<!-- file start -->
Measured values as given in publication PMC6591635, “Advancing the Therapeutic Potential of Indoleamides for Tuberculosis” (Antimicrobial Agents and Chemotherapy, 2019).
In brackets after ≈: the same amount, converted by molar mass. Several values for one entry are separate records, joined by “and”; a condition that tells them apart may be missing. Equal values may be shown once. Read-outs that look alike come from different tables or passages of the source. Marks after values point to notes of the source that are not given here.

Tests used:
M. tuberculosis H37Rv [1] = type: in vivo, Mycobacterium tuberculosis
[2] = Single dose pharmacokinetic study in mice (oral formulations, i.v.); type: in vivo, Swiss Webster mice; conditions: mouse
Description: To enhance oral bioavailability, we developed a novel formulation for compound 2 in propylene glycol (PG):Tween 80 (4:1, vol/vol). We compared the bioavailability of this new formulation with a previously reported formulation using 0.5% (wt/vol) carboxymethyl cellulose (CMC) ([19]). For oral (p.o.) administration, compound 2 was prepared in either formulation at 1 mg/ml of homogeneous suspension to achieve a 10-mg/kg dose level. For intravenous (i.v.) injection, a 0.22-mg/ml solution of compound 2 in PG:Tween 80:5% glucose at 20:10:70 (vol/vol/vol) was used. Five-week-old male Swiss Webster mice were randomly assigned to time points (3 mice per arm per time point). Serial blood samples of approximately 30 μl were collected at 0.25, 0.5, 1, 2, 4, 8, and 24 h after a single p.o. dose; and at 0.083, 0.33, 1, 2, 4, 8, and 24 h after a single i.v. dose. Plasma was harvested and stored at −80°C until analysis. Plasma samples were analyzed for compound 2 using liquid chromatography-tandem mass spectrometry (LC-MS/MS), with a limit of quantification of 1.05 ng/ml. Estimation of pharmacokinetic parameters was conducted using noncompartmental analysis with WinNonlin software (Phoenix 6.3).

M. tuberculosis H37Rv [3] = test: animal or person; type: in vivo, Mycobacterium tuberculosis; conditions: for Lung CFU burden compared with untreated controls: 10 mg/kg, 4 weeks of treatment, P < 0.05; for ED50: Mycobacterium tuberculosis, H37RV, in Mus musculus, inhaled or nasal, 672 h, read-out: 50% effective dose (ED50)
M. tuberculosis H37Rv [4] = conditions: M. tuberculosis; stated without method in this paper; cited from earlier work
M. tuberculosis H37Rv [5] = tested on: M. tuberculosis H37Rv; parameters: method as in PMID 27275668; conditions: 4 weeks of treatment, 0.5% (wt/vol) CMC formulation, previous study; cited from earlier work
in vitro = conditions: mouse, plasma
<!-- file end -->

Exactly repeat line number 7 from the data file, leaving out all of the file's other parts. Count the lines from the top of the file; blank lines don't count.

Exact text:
M. tuberculosis H37Rv [3] = test: animal or person; type: in vivo, Mycobacterium tuberculosis; conditions: for Lung CFU burden compared with untreated controls: 10 mg/kg, 4 weeks of treatment, P < 0.05; for ED50: Mycobacterium tuberculosis, H37RV, in Mus musculus, inhaled or nasal, 672 h, read-out: 50% effective dose (ED50)